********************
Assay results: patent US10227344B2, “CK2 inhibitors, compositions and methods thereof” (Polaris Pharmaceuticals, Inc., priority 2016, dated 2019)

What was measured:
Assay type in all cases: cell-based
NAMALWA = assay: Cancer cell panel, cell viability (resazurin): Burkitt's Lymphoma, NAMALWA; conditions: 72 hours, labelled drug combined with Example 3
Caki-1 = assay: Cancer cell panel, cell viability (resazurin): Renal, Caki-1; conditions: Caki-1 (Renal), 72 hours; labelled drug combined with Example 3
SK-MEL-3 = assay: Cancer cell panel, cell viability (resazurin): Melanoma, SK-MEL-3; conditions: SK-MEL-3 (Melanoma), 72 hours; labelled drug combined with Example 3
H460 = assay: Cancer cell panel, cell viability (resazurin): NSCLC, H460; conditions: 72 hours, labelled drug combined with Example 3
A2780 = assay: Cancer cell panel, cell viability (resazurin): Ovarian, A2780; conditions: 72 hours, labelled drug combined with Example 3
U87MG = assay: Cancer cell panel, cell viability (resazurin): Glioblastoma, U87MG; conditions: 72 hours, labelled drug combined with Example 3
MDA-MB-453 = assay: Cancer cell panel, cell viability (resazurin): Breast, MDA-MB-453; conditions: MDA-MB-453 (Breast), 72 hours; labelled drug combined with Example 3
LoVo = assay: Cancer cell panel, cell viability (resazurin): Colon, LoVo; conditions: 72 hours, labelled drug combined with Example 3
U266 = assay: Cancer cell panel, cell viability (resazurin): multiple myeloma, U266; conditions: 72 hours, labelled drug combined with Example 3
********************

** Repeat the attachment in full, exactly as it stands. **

Assay results: patent US10227344B2, “CK2 inhibitors, compositions and methods thereof” (Polaris Pharmaceuticals, Inc., priority 2016, dated 2019)

What was measured:
Assay type in all cases: cell-based
NAMALWA = assay: Cancer cell panel, cell viability (resazurin): Burkitt's Lymphoma, NAMALWA; conditions: 72 hours, labelled drug combined with Example 3
Caki-1 = assay: Cancer cell panel, cell viability (resazurin): Renal, Caki-1; conditions: Caki-1 (Renal), 72 hours; labelled drug combined with Example 3
SK-MEL-3 = assay: Cancer cell panel, cell viability (resazurin): Melanoma, SK-MEL-3; conditions: SK-MEL-3 (Melanoma), 72 hours; labelled drug combined with Example 3
H460 = assay: Cancer cell panel, cell viability (resazurin): NSCLC, H460; conditions: 72 hours, labelled drug combined with Example 3
A2780 = assay: Cancer cell panel, cell viability (resazurin): Ovarian, A2780; conditions: 72 hours, labelled drug combined with Example 3
U87MG = assay: Cancer cell panel, cell viability (resazurin): Glioblastoma, U87MG; conditions: 72 hours, labelled drug combined with Example 3
MDA-MB-453 = assay: Cancer cell panel, cell viability (resazurin): Breast, MDA-MB-453; conditions: MDA-MB-453 (Breast), 72 hours; labelled drug combined with Example 3
LoVo = assay: Cancer cell panel, cell viability (resazurin): Colon, LoVo; conditions: 72 hours, labelled drug combined with Example 3
U266 = assay: Cancer cell panel, cell viability (resazurin): multiple myeloma, U266; conditions: 72 hours, labelled drug combined with Example 3